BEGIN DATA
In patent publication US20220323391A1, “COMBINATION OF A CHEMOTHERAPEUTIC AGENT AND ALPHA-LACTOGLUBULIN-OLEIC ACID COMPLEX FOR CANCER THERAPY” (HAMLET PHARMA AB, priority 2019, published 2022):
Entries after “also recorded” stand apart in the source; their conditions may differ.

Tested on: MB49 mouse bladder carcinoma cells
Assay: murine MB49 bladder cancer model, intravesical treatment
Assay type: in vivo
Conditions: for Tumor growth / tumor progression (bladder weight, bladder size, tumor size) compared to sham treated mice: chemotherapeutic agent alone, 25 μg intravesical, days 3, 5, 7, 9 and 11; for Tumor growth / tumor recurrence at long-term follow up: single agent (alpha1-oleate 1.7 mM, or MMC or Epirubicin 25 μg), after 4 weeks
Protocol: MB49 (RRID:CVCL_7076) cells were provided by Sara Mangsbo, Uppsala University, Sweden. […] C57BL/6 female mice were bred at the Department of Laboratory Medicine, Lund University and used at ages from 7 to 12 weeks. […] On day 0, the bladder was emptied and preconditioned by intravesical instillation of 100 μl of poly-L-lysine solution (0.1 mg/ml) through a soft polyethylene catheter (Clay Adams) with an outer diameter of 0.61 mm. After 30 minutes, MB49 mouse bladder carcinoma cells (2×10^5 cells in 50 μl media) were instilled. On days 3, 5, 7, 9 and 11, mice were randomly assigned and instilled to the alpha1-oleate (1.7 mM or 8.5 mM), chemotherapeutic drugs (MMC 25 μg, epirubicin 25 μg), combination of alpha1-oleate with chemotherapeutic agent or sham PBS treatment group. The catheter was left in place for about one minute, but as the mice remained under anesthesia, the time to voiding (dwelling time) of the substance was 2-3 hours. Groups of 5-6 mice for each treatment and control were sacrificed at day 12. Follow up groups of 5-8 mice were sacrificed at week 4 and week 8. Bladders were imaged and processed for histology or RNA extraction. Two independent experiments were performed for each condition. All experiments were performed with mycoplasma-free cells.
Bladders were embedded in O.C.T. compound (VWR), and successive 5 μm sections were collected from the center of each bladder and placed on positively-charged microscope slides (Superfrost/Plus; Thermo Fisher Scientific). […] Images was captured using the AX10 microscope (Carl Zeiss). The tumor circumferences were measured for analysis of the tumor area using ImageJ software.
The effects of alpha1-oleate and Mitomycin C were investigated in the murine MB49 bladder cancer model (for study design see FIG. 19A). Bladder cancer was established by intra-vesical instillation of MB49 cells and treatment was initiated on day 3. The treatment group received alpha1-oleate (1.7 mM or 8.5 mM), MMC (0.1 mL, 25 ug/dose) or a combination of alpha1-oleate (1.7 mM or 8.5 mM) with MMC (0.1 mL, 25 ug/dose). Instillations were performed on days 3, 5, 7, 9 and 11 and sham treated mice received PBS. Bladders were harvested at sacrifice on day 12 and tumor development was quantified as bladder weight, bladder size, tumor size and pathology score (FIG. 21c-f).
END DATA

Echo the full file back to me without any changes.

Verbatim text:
In patent publication US20220323391A1, “COMBINATION OF A CHEMOTHERAPEUTIC AGENT AND ALPHA-LACTOGLUBULIN-OLEIC ACID COMPLEX FOR CANCER THERAPY” (HAMLET PHARMA AB, priority 2019, published 2022):
Entries after “also recorded” stand apart in the source; their conditions may differ.

Tested on: MB49 mouse bladder carcinoma cells
Assay: murine MB49 bladder cancer model, intravesical treatment
Assay type: in vivo
Conditions: for Tumor growth / tumor progression (bladder weight, bladder size, tumor size) compared to sham treated mice: chemotherapeutic agent alone, 25 μg intravesical, days 3, 5, 7, 9 and 11; for Tumor growth / tumor recurrence at long-term follow up: single agent (alpha1-oleate 1.7 mM, or MMC or Epirubicin 25 μg), after 4 weeks
Protocol: MB49 (RRID:CVCL_7076) cells were provided by Sara Mangsbo, Uppsala University, Sweden. […] C57BL/6 female mice were bred at the Department of Laboratory Medicine, Lund University and used at ages from 7 to 12 weeks. […] On day 0, the bladder was emptied and preconditioned by intravesical instillation of 100 μl of poly-L-lysine solution (0.1 mg/ml) through a soft polyethylene catheter (Clay Adams) with an outer diameter of 0.61 mm. After 30 minutes, MB49 mouse bladder carcinoma cells (2×10^5 cells in 50 μl media) were instilled. On days 3, 5, 7, 9 and 11, mice were randomly assigned and instilled to the alpha1-oleate (1.7 mM or 8.5 mM), chemotherapeutic drugs (MMC 25 μg, epirubicin 25 μg), combination of alpha1-oleate with chemotherapeutic agent or sham PBS treatment group. The catheter was left in place for about one minute, but as the mice remained under anesthesia, the time to voiding (dwelling time) of the substance was 2-3 hours. Groups of 5-6 mice for each treatment and control were sacrificed at day 12. Follow up groups of 5-8 mice were sacrificed at week 4 and week 8. Bladders were imaged and processed for histology or RNA extraction. Two independent experiments were performed for each condition. All experiments were performed with mycoplasma-free cells.
Bladders were embedded in O.C.T. compound (VWR), and successive 5 μm sections were collected from the center of each bladder and placed on positively-charged microscope slides (Superfrost/Plus; Thermo Fisher Scientific). […] Images was captured using the AX10 microscope (Carl Zeiss). The tumor circumferences were measured for analysis of the tumor area using ImageJ software.
The effects of alpha1-oleate and Mitomycin C were investigated in the murine MB49 bladder cancer model (for study design see FIG. 19A). Bladder cancer was established by intra-vesical instillation of MB49 cells and treatment was initiated on day 3. The treatment group received alpha1-oleate (1.7 mM or 8.5 mM), MMC (0.1 mL, 25 ug/dose) or a combination of alpha1-oleate (1.7 mM or 8.5 mM) with MMC (0.1 mL, 25 ug/dose). Instillations were performed on days 3, 5, 7, 9 and 11 and sham treated mice received PBS. Bladders were harvested at sacrifice on day 12 and tumor development was quantified as bladder weight, bladder size, tumor size and pathology score (FIG. 21c-f).